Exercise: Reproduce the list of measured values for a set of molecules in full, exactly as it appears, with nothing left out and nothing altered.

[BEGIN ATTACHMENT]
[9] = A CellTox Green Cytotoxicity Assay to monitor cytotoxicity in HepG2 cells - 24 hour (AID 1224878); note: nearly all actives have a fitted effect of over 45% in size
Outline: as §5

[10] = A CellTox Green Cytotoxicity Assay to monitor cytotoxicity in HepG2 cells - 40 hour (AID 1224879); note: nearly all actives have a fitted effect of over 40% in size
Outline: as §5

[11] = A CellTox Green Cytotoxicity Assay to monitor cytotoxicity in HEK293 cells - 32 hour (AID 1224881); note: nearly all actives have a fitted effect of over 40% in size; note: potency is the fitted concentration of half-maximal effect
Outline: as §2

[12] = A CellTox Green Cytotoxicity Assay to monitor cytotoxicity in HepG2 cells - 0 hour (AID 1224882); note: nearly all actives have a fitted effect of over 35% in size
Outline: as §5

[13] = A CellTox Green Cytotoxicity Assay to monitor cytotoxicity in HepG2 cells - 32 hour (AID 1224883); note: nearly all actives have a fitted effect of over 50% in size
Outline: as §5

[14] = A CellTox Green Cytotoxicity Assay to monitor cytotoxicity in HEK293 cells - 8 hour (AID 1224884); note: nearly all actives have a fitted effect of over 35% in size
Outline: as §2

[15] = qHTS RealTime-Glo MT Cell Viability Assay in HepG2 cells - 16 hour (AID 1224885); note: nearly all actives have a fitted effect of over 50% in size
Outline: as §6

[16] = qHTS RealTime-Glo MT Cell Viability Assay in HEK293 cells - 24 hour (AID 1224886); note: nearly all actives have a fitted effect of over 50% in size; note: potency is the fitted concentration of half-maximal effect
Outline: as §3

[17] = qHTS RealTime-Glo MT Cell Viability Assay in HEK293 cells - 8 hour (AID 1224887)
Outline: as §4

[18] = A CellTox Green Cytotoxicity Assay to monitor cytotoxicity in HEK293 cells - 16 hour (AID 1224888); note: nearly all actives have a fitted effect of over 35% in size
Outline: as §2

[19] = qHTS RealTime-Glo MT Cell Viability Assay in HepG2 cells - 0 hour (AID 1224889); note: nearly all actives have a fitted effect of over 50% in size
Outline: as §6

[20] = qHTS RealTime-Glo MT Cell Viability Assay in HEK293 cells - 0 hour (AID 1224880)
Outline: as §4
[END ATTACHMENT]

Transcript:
[9] = A CellTox Green Cytotoxicity Assay to monitor cytotoxicity in HepG2 cells - 24 hour (AID 1224878); note: nearly all actives have a fitted effect of over 45% in size
Outline: as §5

[10] = A CellTox Green Cytotoxicity Assay to monitor cytotoxicity in HepG2 cells - 40 hour (AID 1224879); note: nearly all actives have a fitted effect of over 40% in size
Outline: as §5

[11] = A CellTox Green Cytotoxicity Assay to monitor cytotoxicity in HEK293 cells - 32 hour (AID 1224881); note: nearly all actives have a fitted effect of over 40% in size; note: potency is the fitted concentration of half-maximal effect
Outline: as §2

[12] = A CellTox Green Cytotoxicity Assay to monitor cytotoxicity in HepG2 cells - 0 hour (AID 1224882); note: nearly all actives have a fitted effect of over 35% in size
Outline: as §5

[13] = A CellTox Green Cytotoxicity Assay to monitor cytotoxicity in HepG2 cells - 32 hour (AID 1224883); note: nearly all actives have a fitted effect of over 50% in size
Outline: as §5

[14] = A CellTox Green Cytotoxicity Assay to monitor cytotoxicity in HEK293 cells - 8 hour (AID 1224884); note: nearly all actives have a fitted effect of over 35% in size
Outline: as §2

[15] = qHTS RealTime-Glo MT Cell Viability Assay in HepG2 cells - 16 hour (AID 1224885); note: nearly all actives have a fitted effect of over 50% in size
Outline: as §6

[16] = qHTS RealTime-Glo MT Cell Viability Assay in HEK293 cells - 24 hour (AID 1224886); note: nearly all actives have a fitted effect of over 50% in size; note: potency is the fitted concentration of half-maximal effect
Outline: as §3

[17] = qHTS RealTime-Glo MT Cell Viability Assay in HEK293 cells - 8 hour (AID 1224887)
Outline: as §4

[18] = A CellTox Green Cytotoxicity Assay to monitor cytotoxicity in HEK293 cells - 16 hour (AID 1224888); note: nearly all actives have a fitted effect of over 35% in size
Outline: as §2

[19] = qHTS RealTime-Glo MT Cell Viability Assay in HepG2 cells - 0 hour (AID 1224889); note: nearly all actives have a fitted effect of over 50% in size
Outline: as §6

[20] = qHTS RealTime-Glo MT Cell Viability Assay in HEK293 cells - 0 hour (AID 1224880)
Outline: as §4